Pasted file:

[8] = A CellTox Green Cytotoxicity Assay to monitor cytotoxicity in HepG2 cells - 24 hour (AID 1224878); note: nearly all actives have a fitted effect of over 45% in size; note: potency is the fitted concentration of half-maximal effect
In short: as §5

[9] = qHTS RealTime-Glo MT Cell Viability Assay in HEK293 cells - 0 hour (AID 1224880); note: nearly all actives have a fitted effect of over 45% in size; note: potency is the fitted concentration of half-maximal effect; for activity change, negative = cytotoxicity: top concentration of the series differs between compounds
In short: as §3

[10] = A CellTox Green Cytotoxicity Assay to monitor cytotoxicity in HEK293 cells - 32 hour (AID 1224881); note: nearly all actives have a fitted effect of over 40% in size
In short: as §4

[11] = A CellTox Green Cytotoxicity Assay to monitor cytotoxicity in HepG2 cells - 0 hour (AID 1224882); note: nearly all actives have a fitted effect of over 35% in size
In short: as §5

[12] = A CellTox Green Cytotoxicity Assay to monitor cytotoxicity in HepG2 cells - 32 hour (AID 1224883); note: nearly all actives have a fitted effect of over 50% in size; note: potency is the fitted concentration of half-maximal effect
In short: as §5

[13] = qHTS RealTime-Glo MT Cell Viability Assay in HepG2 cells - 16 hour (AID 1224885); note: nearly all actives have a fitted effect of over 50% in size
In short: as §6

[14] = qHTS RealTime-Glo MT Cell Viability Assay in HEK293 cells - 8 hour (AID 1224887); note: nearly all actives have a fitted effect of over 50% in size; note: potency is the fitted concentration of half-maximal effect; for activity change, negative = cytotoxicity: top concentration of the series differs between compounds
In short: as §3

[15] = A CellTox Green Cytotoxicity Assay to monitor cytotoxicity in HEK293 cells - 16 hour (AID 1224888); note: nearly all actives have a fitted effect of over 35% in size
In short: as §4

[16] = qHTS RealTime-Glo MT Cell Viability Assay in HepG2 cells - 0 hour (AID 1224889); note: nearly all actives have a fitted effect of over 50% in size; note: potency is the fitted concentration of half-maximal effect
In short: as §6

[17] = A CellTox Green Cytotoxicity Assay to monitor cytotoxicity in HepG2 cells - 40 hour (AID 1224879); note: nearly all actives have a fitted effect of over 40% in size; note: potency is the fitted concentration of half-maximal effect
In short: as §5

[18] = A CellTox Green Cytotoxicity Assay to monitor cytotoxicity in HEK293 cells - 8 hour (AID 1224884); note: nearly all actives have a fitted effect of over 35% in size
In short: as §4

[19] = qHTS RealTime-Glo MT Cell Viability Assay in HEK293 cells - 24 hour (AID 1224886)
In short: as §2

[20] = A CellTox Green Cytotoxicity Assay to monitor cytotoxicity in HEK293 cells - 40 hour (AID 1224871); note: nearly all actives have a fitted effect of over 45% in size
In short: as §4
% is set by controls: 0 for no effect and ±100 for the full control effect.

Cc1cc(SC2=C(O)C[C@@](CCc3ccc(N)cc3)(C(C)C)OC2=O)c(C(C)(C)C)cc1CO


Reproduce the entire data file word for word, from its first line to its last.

[8] = A CellTox Green Cytotoxicity Assay to monitor cytotoxicity in HepG2 cells - 24 hour (AID 1224878); note: nearly all actives have a fitted effect of over 45% in size; note: potency is the fitted concentration of half-maximal effect
In short: as §5

[9] = qHTS RealTime-Glo MT Cell Viability Assay in HEK293 cells - 0 hour (AID 1224880); note: nearly all actives have a fitted effect of over 45% in size; note: potency is the fitted concentration of half-maximal effect; for activity change, negative = cytotoxicity: top concentration of the series differs between compounds
In short: as §3

[10] = A CellTox Green Cytotoxicity Assay to monitor cytotoxicity in HEK293 cells - 32 hour (AID 1224881); note: nearly all actives have a fitted effect of over 40% in size
In short: as §4

[11] = A CellTox Green Cytotoxicity Assay to monitor cytotoxicity in HepG2 cells - 0 hour (AID 1224882); note: nearly all actives have a fitted effect of over 35% in size
In short: as §5

[12] = A CellTox Green Cytotoxicity Assay to monitor cytotoxicity in HepG2 cells - 32 hour (AID 1224883); note: nearly all actives have a fitted effect of over 50% in size; note: potency is the fitted concentration of half-maximal effect
In short: as §5

[13] = qHTS RealTime-Glo MT Cell Viability Assay in HepG2 cells - 16 hour (AID 1224885); note: nearly all actives have a fitted effect of over 50% in size
In short: as §6

[14] = qHTS RealTime-Glo MT Cell Viability Assay in HEK293 cells - 8 hour (AID 1224887); note: nearly all actives have a fitted effect of over 50% in size; note: potency is the fitted concentration of half-maximal effect; for activity change, negative = cytotoxicity: top concentration of the series differs between compounds
In short: as §3

[15] = A CellTox Green Cytotoxicity Assay to monitor cytotoxicity in HEK293 cells - 16 hour (AID 1224888); note: nearly all actives have a fitted effect of over 35% in size
In short: as §4

[16] = qHTS RealTime-Glo MT Cell Viability Assay in HepG2 cells - 0 hour (AID 1224889); note: nearly all actives have a fitted effect of over 50% in size; note: potency is the fitted concentration of half-maximal effect
In short: as §6

[17] = A CellTox Green Cytotoxicity Assay to monitor cytotoxicity in HepG2 cells - 40 hour (AID 1224879); note: nearly all actives have a fitted effect of over 40% in size; note: potency is the fitted concentration of half-maximal effect
In short: as §5

[18] = A CellTox Green Cytotoxicity Assay to monitor cytotoxicity in HEK293 cells - 8 hour (AID 1224884); note: nearly all actives have a fitted effect of over 35% in size
In short: as §4

[19] = qHTS RealTime-Glo MT Cell Viability Assay in HEK293 cells - 24 hour (AID 1224886)
In short: as §2

[20] = A CellTox Green Cytotoxicity Assay to monitor cytotoxicity in HEK293 cells - 40 hour (AID 1224871); note: nearly all actives have a fitted effect of over 45% in size
In short: as §4
% is set by controls: 0 for no effect and ±100 for the full control effect.

Cc1cc(SC2=C(O)C[C@@](CCc3ccc(N)cc3)(C(C)C)OC2=O)c(C(C)(C)C)cc1CO